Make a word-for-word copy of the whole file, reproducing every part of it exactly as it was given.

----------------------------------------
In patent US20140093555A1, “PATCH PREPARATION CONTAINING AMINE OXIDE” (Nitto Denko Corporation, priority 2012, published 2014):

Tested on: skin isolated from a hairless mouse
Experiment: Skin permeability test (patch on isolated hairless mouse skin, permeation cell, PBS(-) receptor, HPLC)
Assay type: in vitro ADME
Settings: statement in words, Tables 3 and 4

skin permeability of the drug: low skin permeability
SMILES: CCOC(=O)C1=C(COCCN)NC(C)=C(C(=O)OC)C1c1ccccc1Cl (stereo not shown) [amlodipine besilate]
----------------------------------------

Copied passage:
In patent US20140093555A1, “PATCH PREPARATION CONTAINING AMINE OXIDE” (Nitto Denko Corporation, priority 2012, published 2014):

Tested on: skin isolated from a hairless mouse
Experiment: Skin permeability test (patch on isolated hairless mouse skin, permeation cell, PBS(-) receptor, HPLC)
Assay type: in vitro ADME
Settings: statement in words, Tables 3 and 4

skin permeability of the drug: low skin permeability
SMILES: CCOC(=O)C1=C(COCCN)NC(C)=C(C(=O)OC)C1c1ccccc1Cl (stereo not shown) [amlodipine besilate]